Countrywide Financial Corp., stuck with tens of billions of dollars in "alternative" mortgages it can't sell, is pushing customers to refinance into traditional loans that can be easily unloaded by the struggling lender.The home-loan giant seeks to have $12 billion of these exotic loans refinanced into uncontroversial mortgages and has told its sales force to pull out all the stops to get borrowers to go along, internal documents show.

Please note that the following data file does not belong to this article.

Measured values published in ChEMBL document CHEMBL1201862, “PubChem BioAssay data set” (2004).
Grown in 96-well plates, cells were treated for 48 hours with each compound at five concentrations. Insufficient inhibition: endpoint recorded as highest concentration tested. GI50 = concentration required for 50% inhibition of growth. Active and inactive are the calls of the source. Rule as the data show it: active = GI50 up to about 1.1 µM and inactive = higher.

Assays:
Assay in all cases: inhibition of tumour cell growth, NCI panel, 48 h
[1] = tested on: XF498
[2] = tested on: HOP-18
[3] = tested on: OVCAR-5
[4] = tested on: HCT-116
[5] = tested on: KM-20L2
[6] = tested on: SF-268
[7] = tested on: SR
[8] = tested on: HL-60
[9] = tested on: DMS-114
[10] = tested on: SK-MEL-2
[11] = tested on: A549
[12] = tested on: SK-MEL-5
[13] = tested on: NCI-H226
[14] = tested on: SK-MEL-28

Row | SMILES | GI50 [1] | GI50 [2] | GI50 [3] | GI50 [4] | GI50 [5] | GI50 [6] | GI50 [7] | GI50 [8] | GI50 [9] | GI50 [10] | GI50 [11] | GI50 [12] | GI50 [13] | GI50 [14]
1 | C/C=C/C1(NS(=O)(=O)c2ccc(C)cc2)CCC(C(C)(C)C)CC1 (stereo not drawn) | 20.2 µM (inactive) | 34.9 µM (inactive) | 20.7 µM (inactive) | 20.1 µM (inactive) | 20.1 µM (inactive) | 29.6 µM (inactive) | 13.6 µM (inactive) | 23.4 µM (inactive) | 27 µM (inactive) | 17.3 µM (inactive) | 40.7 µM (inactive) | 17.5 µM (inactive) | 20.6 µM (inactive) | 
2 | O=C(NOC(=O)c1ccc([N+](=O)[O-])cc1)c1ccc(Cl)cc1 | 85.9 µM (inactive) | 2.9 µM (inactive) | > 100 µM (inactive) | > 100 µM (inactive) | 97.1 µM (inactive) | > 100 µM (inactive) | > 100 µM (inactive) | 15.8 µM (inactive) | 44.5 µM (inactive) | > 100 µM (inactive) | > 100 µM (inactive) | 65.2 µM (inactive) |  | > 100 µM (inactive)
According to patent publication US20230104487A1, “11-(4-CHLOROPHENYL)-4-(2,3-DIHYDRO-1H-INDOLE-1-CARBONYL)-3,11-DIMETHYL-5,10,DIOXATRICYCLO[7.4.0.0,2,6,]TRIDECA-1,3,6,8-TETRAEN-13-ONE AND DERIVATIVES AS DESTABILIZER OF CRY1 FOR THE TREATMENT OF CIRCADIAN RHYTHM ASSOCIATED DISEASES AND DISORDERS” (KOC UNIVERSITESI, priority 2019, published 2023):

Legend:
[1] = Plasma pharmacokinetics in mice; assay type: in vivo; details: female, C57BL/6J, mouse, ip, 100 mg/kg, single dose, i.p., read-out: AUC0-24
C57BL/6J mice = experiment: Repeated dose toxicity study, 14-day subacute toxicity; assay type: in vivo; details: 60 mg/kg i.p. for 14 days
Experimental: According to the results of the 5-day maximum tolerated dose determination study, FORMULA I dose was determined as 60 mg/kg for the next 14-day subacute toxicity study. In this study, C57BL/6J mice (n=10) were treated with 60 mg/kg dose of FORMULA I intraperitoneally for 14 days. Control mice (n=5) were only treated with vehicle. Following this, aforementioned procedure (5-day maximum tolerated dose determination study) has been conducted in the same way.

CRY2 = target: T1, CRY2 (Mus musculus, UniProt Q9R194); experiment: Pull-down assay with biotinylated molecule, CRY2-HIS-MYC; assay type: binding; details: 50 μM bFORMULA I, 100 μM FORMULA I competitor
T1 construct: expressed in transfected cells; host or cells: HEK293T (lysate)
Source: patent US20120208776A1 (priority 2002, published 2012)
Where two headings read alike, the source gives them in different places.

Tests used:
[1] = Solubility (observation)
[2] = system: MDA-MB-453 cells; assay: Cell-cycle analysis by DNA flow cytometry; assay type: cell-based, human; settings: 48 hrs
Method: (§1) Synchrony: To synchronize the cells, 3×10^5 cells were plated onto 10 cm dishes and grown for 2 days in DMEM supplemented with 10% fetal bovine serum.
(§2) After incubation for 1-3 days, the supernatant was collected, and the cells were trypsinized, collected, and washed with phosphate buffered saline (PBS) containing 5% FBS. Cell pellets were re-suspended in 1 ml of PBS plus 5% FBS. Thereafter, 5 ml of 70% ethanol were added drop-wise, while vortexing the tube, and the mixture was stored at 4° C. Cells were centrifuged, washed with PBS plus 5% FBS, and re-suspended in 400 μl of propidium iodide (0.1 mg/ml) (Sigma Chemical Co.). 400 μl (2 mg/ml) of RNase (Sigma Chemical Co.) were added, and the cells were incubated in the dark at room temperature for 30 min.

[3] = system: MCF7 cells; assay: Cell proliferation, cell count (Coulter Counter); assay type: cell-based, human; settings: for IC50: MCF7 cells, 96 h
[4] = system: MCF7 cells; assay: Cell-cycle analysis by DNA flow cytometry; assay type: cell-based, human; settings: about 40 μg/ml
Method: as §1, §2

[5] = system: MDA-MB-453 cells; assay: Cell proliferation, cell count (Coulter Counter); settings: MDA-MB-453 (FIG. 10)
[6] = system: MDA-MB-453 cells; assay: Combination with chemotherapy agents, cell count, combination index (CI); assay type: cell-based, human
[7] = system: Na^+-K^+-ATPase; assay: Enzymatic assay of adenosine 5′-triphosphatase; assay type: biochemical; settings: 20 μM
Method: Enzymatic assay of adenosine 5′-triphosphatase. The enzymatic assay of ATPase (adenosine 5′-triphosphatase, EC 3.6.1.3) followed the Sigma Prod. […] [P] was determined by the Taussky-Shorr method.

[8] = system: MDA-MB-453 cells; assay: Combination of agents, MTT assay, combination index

Countrywide has authorized employees to knock 1 percentage point off its usual loan-origination fees, waive steep prepayment penalties on existing loans and loosen certain other requirements that would normally apply. If that doesn't work, salespeople are to quickly "elevate any/all issues" to their supervising vice president, a directive says.The initiative is designed to give the Calabasas-based company loans it can sell to government-sponsored home-finance behemoths Fannie Mae and Freddie Mac or loans that can be insured by the Federal Housing Authority or guaranteed by the Department of Veterans Affairs. Backing by the FHA or VA makes loans easy to market.The cash-raising effort demonstrates the financial desperation that led Countrywide to accept a $4.1-billion takeover offer from Bank of America Corp. last week. It also shows how the sub-prime meltdown has transformed the mortgage industry.Lenders once found eager buyers for sub-prime and other exotic loans on Wall Street and elsewhere, but that demand has dried up in the wake of surging defaults. If lenders want to sell the loans they make, they now generally must meet the standards of the big government-affiliated mortgage players. These for the most part don't accept the kind of mortgages that helped propel the housing boom with features such as ultralow "teaser" payments and little verification of the borrower's income.Countrywide said Wednesday that its refinancing initiative would give borrowers better rates and other terms while freeing capital for additional lending or other uses. It's unclear exactly what kinds of loans are in the $12-billion refinance mix, except that they are for less than $417,000 -- the limit for purchase by Fannie Mae and Freddie Mac. A senior Countrywide loan officer described them as a "hodgepodge" that includes many adjustable-rate mortgages with optional ultralow payments made to borrowers with good credit who obtained them on a "stated income" basis -- without documenting their earnings. Delinquencies on such "option ARMs" are rising rapidly.Countrywide had always intended to sell the loans but was stuck with them when the market shifted."Countrywide is desperate to dump them to recoup the capital by refinancing them into marketable loans," the loan officer said. "It's the equivalent of a manufacturer who gets stuck with a ton of unsold merchandise after the Christmas season. So he says, 'Let's liquidate the inventory.' " The company's sales memo illustrates the role of aggressive selling in the home-loan business."A lot of these companies had an intense sales culture, and Countrywide was one of them," said Martin Eakes, founder of the Center for Responsible Lending, an advocacy group. "And now the funnel has been restricted to Fannie and Freddie and the FHA, and that's all that they can force through it."The documents describing the program make clear that the replacement loans must be "conforming" -- adhering to the standards of Freddie Mac and Fannie Mae -- or "government loans," the highly documented mortgages that can be backed by the FHA or VA. "You must figure out how to originate every loan as a Conforming or Government loan!" the instructions read. "Ineligible Loan Types: Do not originate!!!" The instructions also spell out how to make computerized "exception requests" -- attempts to win approval for loans that don't meet regular standards for refinancing -- and to contact supervising "sales leaders" to review the requests.If borrowers ask why they are being pitched a new loan, loan officers are told to reply: "As you may have read in recent news articles, Countrywide is committed to ensuring our borrowers are in the best situation possible. We want to help you by determining if we can significantly improve your mortgage rate and payment." The refinancing initiative, however, is separate from Countrywide's participation in a mortgage industry plan, promoted by Treasury Secretary Henry M. Paulson Jr., to systematically modify or refinance certain sub-prime mortgages, the kind of loans given to people with poor credit. But Countrywide and other lenders also are trying, with the encouragement of the Bush administration, to refinance as many "prime" adjustable-rate loans as they can before the rates borrowers pay shoot up. Replacing dicey loans with more affordable mortgages may cost lenders less in the long run.Countrywide said in a news release Wednesday that it had helped more than 81,000 borrowers avert foreclosure in 2007, mostly by modifying loans or restructuring payments. The company added that it had agreed with the Assn. of Community Organizations for Reform Now, a national consumer group, on a plan to help sub-prime borrowers who are not covered under the Paulson-backed loan modification program. The plan includes homeowners who have fallen behind on their loans even before higher payments kick in.As for Countrywide's $12-billion refinancing initiative, its success is "by no means certain," said Frederick Cannon, a mortgage industry analyst at Keefe, Bruyette & Woods in San Francisco. "It will be pretty tricky in this market," he said. For one thing, Fannie Mae and Freddie Mac, after being burned by the national slide in home prices, now buy mortgages for no more than 75% of a property's value."But I guess desperate times call for desperate measures," Cannon said.